Wednesday, 10.27.2010 / 11:23 PM / NHL Insider

Sergei J. Feldman - NHL.com Staff Writer

NEW YORK -- For the New York Rangers, it was a case of too little, too late.

The Rangers started just fine, scoring a goal 38 seconds after the opening faceoff. And they made it a game in the third period by scoring twice to cut a three-goal deficit to one.

It was what happened in between that ended the Rangers' three-game winning streak, as the Atlanta Thrashers left Madison Square Garden with a 6-4 victory.

"All around it wasn't a great game for us," said forward Ryan Callahan, who set the Garden rocking by putting the Rangers in front before some of the crowd could sit down following the National Anthem. "When you play a game like that, you can't expect to have a good 10 minutes and win it."

Thrashers' black players earned way to Atlanta

Wednesday, 10.27.2010 / 4:10 PM / NHL Insider

Dan Rosen - NHL.com Senior Writer

Johnny Oduya has had at least two black teammates since 2007, so seeing players around the dressing room that have the same skin color as him is becoming old hat to the Thrashers' defenseman.

"It's starting to get normal," Oduya told NHL.com. "I like that."

He likes it even more right now because in Atlanta he's part of a ground-breaking quartet.

Oduya, Dustin Byfuglien, Evander Kane and Anthony Stewart represent the largest black population on any one team in the NHL today. They started with five, but Nigel Dawes was waived after six games and subsequently re-assigned to the AHL Chicago Wolves.


Quenneville shakes up Blackhawks' lines

Wednesday, 10.27.2010 / 4:04 PM / NHL Insider

Brian Hedger - NHL.com Correspondent

CHICAGO -- After losing two straight close games, Chicago Blackhawks coach Joel Quenneville was not pleased with his team's defensive effort.
First he talked about players needing to take pride in keeping pucks out of the net. Then after two days off, the Hawks returned to practice sporting a completely new look heading into tonight's game at the United Center against Los Angeles.
Patrick Kane, whose minus-7 rating is worst on the team, was bumped from the top line to the third line with center Dave Bolland and Viktor Stalberg -- who was promoted from the fourth line. Patrick Sharp, whose 8 goals lead the team, was then moved from second line center to left wing on the top line with center Jonathan Toews and Jack Skille -- who was also moved up from the fourth line to replace Kane.


Tavares-Subban friendship adds something extra

Wednesday, 10.27.2010 / 3:32 PM / NHL Insider

Arpon Basu - Managing Editor LNH.com

MONTREAL -- If New York Islanders center John Tavares ever was wondering when he would get his first opportunity to face his best friend in an NHL game, he only needed to take one look at his cell phone.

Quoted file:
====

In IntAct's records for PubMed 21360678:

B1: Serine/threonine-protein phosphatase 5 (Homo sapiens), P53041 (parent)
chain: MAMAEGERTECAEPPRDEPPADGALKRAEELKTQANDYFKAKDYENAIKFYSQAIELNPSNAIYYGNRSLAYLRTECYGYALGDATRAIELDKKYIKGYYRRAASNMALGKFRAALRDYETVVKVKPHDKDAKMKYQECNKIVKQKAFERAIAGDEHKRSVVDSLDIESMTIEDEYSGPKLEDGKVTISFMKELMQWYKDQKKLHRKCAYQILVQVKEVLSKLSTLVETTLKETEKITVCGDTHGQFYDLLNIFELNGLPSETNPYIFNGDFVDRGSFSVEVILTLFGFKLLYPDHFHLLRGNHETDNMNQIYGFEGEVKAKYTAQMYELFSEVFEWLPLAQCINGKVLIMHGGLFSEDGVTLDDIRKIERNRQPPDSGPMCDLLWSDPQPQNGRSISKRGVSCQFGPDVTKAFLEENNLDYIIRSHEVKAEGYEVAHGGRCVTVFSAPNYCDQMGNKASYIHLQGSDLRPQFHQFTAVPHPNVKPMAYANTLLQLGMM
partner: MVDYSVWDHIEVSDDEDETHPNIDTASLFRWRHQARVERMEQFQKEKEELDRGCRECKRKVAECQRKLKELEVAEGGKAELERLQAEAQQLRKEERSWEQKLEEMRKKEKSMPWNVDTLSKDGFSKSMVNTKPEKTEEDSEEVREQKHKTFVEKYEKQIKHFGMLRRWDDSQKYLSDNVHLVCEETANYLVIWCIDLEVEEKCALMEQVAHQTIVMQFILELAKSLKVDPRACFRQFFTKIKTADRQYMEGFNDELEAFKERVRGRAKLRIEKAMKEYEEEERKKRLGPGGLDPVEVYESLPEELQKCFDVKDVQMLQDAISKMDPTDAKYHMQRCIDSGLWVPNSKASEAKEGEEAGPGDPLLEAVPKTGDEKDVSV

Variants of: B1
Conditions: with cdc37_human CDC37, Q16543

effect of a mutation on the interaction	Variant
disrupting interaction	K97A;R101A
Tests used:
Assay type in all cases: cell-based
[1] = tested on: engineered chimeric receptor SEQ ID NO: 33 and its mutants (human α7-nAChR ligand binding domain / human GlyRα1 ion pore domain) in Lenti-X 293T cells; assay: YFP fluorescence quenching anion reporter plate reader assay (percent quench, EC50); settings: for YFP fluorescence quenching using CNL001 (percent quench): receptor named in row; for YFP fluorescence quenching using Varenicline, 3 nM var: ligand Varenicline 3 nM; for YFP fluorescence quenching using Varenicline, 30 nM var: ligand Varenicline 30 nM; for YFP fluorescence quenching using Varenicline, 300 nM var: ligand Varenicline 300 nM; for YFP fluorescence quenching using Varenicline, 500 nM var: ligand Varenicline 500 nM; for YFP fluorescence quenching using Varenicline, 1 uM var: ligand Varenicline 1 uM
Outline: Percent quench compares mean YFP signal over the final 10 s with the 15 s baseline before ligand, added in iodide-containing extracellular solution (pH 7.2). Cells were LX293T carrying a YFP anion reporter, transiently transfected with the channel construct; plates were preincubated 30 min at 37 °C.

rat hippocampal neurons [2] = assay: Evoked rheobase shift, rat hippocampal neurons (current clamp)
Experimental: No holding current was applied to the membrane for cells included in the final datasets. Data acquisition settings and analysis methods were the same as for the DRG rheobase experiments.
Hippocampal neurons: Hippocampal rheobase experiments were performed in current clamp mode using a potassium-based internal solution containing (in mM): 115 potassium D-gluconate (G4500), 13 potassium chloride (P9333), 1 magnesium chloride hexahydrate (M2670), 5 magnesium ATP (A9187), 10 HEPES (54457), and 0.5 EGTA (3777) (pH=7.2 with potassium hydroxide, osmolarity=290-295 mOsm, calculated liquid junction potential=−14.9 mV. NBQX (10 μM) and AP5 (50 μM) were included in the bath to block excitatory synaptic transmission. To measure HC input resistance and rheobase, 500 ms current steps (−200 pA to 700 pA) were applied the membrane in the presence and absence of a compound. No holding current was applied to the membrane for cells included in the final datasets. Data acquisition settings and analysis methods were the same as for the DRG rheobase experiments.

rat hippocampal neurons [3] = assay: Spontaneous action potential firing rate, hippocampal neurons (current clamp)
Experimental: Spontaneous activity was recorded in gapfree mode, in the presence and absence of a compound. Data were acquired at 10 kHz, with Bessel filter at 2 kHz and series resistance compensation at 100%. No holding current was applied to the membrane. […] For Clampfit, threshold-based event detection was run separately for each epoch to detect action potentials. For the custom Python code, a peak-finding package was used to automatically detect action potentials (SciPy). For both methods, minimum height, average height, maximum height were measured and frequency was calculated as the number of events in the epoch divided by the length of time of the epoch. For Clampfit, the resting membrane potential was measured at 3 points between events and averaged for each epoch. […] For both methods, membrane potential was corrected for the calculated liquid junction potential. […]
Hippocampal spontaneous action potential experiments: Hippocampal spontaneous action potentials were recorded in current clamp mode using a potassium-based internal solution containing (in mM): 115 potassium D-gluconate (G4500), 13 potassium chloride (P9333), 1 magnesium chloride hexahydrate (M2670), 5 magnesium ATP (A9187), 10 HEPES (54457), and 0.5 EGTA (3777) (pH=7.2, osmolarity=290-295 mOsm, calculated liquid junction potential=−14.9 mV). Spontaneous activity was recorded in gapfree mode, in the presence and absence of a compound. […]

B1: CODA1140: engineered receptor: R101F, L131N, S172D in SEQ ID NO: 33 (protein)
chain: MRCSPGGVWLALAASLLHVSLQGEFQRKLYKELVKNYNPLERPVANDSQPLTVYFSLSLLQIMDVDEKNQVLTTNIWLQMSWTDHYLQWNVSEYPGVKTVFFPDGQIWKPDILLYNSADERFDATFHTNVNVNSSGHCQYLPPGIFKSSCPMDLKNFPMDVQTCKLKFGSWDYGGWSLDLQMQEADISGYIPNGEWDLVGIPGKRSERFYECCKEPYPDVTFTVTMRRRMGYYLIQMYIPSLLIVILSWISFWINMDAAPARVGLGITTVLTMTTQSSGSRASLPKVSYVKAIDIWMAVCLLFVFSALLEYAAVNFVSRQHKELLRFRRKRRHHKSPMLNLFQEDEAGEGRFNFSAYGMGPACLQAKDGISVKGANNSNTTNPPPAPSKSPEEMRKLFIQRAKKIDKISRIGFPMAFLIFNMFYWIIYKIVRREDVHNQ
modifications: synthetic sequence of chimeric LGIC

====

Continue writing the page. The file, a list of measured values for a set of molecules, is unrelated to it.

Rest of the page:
On it he would find a series of text messages from Montreal Canadiens rookie defenseman P.K. Subban, some friendly and others a little less so, talking some trash about Wednesday's game against the Islanders at the Bell Centre (7:30 p.m. ET, TSN, RDS).

"Mostly it's him, he's always been like that," Tavares said of the mobile taunting. "I usually try to stay quiet and let my play on the ice speak for itself."

This is not the first opportunity Tavares has had to put that into practice, because he and Subban have grown up together as hockey players.


Ladd credits increased ice time for scoring run

Wednesday, 10.27.2010 / 3:19 PM / NHL Insider

Sergei J. Feldman - NHL.com Staff Writer

"I think I'm getting a lot of opportunities to play in different situations like the power play and penalty kill. It's been fun to play a lot and be involved all the time. I think that's translated into feeling better out there." -- Andrew Ladd

NEW YORK -- Andrew Ladd has no immediate plans to compete for an Art Ross Trophy or be labeled the League's best player.

Tallying 157 points in 329 NHL games will contribute to that reservation.

But the fourth pick of the 2004 Entry Draft is a two-time Stanley Cup champion and current offensive machine. On a team with more notable names such as Evander Kane, Nik Antropov, Dustin Byfuglien and Tobias Enstrom, it is Ladd who sits atop the Thrashers' scoring list with 8 points in eight games.
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Quote of the Day

It's pretty crazy, but believe me when I say we didn't draft these players with the mindset we had to because they had good hockey-playing dads. It just turned out that way. But we're certainly glad they're a part of our organization.

— Arizona Coyotes director of amateur scouting Tim Bernhardt regarding the coincidence that six of the organization's top prospects are sons of former NHL players